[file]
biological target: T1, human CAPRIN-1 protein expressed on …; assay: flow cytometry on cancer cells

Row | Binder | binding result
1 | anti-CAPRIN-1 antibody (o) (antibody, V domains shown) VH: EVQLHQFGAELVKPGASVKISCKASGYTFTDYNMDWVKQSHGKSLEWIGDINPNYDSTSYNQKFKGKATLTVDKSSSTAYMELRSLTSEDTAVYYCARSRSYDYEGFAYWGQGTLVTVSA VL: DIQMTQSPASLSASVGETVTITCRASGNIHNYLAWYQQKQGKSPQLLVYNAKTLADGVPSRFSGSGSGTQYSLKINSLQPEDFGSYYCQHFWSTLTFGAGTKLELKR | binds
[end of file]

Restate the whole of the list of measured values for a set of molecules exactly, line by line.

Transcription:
biological target: T1, human CAPRIN-1 protein expressed on …; assay: flow cytometry on cancer cells

Row | Binder | binding result
1 | anti-CAPRIN-1 antibody (o) (antibody, V domains shown) VH: EVQLHQFGAELVKPGASVKISCKASGYTFTDYNMDWVKQSHGKSLEWIGDINPNYDSTSYNQKFKGKATLTVDKSSSTAYMELRSLTSEDTAVYYCARSRSYDYEGFAYWGQGTLVTVSA VL: DIQMTQSPASLSASVGETVTITCRASGNIHNYLAWYQQKQGKSPQLLVYNAKTLADGVPSRFSGSGSGTQYSLKINSLQPEDFGSYYCQHFWSTLTFGAGTKLELKR | binds